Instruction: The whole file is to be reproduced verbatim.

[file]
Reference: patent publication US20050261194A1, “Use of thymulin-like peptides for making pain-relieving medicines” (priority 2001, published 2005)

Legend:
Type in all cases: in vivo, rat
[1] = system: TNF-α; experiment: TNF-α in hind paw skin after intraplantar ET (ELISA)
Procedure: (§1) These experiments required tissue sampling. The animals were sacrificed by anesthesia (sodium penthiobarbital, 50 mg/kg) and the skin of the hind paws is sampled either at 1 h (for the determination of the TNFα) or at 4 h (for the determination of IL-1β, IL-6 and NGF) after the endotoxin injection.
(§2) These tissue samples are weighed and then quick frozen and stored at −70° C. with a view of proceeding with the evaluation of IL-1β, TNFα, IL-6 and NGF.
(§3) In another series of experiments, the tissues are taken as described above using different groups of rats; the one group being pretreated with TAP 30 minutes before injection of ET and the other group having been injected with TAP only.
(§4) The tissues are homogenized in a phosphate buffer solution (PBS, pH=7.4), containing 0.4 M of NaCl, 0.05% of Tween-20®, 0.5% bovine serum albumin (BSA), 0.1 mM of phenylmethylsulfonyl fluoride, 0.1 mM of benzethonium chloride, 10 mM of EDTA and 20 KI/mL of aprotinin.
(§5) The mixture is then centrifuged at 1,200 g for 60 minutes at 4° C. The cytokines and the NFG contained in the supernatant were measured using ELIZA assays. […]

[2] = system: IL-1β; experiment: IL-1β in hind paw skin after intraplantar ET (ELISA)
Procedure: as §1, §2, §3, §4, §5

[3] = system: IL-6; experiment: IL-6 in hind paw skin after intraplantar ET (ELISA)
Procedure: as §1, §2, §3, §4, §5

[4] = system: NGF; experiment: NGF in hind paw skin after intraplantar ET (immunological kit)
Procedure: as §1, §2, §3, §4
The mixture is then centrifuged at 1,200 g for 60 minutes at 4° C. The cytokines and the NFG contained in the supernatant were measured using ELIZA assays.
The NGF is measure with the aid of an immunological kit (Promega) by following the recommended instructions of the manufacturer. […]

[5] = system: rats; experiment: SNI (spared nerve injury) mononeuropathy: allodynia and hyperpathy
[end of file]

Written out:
Reference: patent publication US20050261194A1, “Use of thymulin-like peptides for making pain-relieving medicines” (priority 2001, published 2005)

Legend:
Type in all cases: in vivo, rat
[1] = system: TNF-α; experiment: TNF-α in hind paw skin after intraplantar ET (ELISA)
Procedure: (§1) These experiments required tissue sampling. The animals were sacrificed by anesthesia (sodium penthiobarbital, 50 mg/kg) and the skin of the hind paws is sampled either at 1 h (for the determination of the TNFα) or at 4 h (for the determination of IL-1β, IL-6 and NGF) after the endotoxin injection.
(§2) These tissue samples are weighed and then quick frozen and stored at −70° C. with a view of proceeding with the evaluation of IL-1β, TNFα, IL-6 and NGF.
(§3) In another series of experiments, the tissues are taken as described above using different groups of rats; the one group being pretreated with TAP 30 minutes before injection of ET and the other group having been injected with TAP only.
(§4) The tissues are homogenized in a phosphate buffer solution (PBS, pH=7.4), containing 0.4 M of NaCl, 0.05% of Tween-20®, 0.5% bovine serum albumin (BSA), 0.1 mM of phenylmethylsulfonyl fluoride, 0.1 mM of benzethonium chloride, 10 mM of EDTA and 20 KI/mL of aprotinin.
(§5) The mixture is then centrifuged at 1,200 g for 60 minutes at 4° C. The cytokines and the NFG contained in the supernatant were measured using ELIZA assays. […]

[2] = system: IL-1β; experiment: IL-1β in hind paw skin after intraplantar ET (ELISA)
Procedure: as §1, §2, §3, §4, §5

[3] = system: IL-6; experiment: IL-6 in hind paw skin after intraplantar ET (ELISA)
Procedure: as §1, §2, §3, §4, §5

[4] = system: NGF; experiment: NGF in hind paw skin after intraplantar ET (immunological kit)
Procedure: as §1, §2, §3, §4
The mixture is then centrifuged at 1,200 g for 60 minutes at 4° C. The cytokines and the NFG contained in the supernatant were measured using ELIZA assays.
The NGF is measure with the aid of an immunological kit (Promega) by following the recommended instructions of the manufacturer. […]

[5] = system: rats; experiment: SNI (spared nerve injury) mononeuropathy: allodynia and hyperpathy